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Ecological momentary facial emotion recognition in psychotic disorders

Published online by Cambridge University Press:  12 January 2021

Colin A. Depp*
Affiliation:
University of California San Diego Department of Psychiatry, San Diego, California, USA Veterans Affairs San Diego Healthcare System, San Diego, California, USA
Snigdha Kamarsu
Affiliation:
University of California San Diego Department of Psychiatry, San Diego, California, USA
Tess F. Filip
Affiliation:
University of California San Diego Department of Psychiatry, San Diego, California, USA
Emma M. Parrish
Affiliation:
University of California San Diego Department of Psychiatry, San Diego, California, USA San Diego State University/University of California San Diego Joint Doctoral Program in Clinical Psychology, San Diego, California, USA
Philip D. Harvey
Affiliation:
University of Miami Miller School of Medicine, Miami, FL, USA Research Service, Bruce W. Carter VA Medical Center, Miami, FL, USA
Eric L. Granholm
Affiliation:
University of California San Diego Department of Psychiatry, San Diego, California, USA Veterans Affairs San Diego Healthcare System, San Diego, California, USA
Samantha Chalker
Affiliation:
Veterans Affairs San Diego Healthcare System, San Diego, California, USA
Raeanne C. Moore
Affiliation:
University of California San Diego Department of Psychiatry, San Diego, California, USA
Amy Pinkham
Affiliation:
The University of Texas at Dallas, Dallas, TX, USA
*
Author for correspondence: Colin Depp, E-mail: cdepp@ucsd.edu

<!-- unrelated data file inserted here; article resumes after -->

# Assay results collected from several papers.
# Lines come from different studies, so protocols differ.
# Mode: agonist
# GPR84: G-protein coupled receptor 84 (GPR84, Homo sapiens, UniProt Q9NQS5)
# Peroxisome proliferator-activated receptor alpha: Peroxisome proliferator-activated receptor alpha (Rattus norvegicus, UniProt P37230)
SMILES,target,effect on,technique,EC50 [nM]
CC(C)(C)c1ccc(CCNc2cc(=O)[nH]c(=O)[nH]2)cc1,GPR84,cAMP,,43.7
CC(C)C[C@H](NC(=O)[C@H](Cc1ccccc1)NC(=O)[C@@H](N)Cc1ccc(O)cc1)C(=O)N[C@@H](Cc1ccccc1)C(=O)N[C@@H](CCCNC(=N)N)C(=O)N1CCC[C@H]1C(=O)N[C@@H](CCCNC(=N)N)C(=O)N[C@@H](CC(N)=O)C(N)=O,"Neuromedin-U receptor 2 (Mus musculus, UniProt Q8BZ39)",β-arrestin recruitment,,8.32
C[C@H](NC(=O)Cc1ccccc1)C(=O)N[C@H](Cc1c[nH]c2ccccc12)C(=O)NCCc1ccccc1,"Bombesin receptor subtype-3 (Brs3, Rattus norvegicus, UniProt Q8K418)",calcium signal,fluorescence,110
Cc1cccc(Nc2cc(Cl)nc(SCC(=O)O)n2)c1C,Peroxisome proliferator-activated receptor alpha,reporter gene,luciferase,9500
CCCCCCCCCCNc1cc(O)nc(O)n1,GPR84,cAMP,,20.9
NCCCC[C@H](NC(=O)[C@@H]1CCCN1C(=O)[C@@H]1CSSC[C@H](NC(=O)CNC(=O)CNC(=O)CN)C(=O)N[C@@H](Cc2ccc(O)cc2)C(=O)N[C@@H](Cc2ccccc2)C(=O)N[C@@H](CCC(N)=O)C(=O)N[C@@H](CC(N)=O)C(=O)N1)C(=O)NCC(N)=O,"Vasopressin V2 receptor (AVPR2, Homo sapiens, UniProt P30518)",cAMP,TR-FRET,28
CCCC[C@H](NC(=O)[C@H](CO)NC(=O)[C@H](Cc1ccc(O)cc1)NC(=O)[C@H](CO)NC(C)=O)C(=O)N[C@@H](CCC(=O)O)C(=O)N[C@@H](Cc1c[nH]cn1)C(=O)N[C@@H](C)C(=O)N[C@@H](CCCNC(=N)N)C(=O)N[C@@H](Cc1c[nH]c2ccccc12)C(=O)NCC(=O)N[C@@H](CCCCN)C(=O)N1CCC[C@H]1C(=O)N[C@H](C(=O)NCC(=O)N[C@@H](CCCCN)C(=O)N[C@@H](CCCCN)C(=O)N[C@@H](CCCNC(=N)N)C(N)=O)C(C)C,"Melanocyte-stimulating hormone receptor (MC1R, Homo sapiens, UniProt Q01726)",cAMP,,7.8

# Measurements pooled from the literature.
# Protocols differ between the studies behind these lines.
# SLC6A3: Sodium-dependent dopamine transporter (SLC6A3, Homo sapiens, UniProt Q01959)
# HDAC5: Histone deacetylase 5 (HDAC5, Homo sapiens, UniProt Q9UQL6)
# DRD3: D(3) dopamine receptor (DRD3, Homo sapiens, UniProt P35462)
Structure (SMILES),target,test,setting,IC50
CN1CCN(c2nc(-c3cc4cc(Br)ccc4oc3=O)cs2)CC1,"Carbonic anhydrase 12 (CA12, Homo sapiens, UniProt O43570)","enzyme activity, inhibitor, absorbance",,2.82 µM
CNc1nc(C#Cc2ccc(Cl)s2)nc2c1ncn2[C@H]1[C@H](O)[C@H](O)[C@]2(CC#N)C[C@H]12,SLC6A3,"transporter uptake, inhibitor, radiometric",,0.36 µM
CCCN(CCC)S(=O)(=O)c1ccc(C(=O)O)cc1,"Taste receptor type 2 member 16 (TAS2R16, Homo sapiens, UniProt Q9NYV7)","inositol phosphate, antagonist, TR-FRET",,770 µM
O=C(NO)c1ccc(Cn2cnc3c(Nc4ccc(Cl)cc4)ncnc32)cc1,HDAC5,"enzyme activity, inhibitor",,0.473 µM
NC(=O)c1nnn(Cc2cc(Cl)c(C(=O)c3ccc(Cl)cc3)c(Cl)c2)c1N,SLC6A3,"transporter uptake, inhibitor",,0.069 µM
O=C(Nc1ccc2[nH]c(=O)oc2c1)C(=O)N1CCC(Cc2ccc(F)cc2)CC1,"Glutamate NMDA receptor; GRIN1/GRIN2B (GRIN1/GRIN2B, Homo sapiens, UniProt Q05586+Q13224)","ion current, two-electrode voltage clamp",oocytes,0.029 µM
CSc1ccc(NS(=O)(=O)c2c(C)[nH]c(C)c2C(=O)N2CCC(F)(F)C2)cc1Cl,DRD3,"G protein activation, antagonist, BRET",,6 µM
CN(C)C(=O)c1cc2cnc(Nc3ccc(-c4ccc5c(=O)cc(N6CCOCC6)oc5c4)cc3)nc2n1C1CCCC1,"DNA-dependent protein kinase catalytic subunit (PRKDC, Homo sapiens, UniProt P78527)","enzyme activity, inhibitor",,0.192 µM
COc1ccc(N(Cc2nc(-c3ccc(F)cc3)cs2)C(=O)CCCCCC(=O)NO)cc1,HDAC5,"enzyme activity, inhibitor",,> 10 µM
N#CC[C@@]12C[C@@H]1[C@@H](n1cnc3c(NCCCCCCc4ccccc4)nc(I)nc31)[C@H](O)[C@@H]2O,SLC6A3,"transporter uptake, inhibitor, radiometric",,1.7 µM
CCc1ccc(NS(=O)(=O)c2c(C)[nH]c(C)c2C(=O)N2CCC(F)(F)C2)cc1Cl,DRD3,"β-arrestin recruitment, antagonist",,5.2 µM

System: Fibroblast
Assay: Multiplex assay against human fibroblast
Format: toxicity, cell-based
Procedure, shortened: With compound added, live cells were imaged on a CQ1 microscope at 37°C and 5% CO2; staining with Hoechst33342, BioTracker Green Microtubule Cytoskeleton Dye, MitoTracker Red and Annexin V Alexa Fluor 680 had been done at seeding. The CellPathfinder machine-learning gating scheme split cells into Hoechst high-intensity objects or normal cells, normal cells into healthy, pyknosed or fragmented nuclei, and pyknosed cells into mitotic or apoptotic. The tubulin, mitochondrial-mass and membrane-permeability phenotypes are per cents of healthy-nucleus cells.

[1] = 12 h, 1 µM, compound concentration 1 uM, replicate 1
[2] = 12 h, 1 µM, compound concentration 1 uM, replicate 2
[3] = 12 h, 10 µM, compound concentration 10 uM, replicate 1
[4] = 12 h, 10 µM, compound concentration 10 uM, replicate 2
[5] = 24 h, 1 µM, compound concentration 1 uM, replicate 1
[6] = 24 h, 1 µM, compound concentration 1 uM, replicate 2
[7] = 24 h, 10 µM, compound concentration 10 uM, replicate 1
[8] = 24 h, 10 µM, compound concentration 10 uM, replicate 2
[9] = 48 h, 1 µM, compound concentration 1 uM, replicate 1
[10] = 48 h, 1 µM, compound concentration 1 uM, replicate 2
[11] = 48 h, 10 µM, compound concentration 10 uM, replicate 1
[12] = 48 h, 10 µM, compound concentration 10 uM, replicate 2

Abstract

Background

Cognitive tasks delivered during ecological momentary assessment (EMA) may elucidate the short-term dynamics and contextual influences on cognition and judgements of performance. This paper provides initial validation of a smartphone task of facial emotion recognition in serious mental illness.

Methods

A total of 86 participants with psychotic disorders (non-affective and affective psychosis), aged 19–65, were administered in-lab ‘gold standard’ affect recognition, neurocognition, and symptom assessments. They subsequently completed 10 days of the mobile facial emotion recognition task, assessing both accuracy and self-assessed performance, along with concurrent EMA of psychotic symptoms and mood. Validation focused on task adherence and predictors of adherence, gold standard convergent validity, and symptom and diagnostic group variation.

Results

The mean rate of adherence to the task was 79%; no demographic or clinical variables predicted adherence. Convergent validity was observed with in-lab measures of facial emotion recognition, and no practice effects were observed on the mobile facial emotion recognition task. EMA reports of more severe voices, sadness, and paranoia were associated with worse performance, whereas mood more strongly associated with self-assessed performance.

Conclusion

The mobile facial emotion recognition task was tolerated and demonstrated convergent validity with in-lab measures of the same construct. Social cognitive performance, and biased judgements previously shown to predict function, can be evaluated in real-time in naturalistic environments.

Type
Original Article
Copyright
Copyright © The Author(s), 2021. Published by Cambridge University Press

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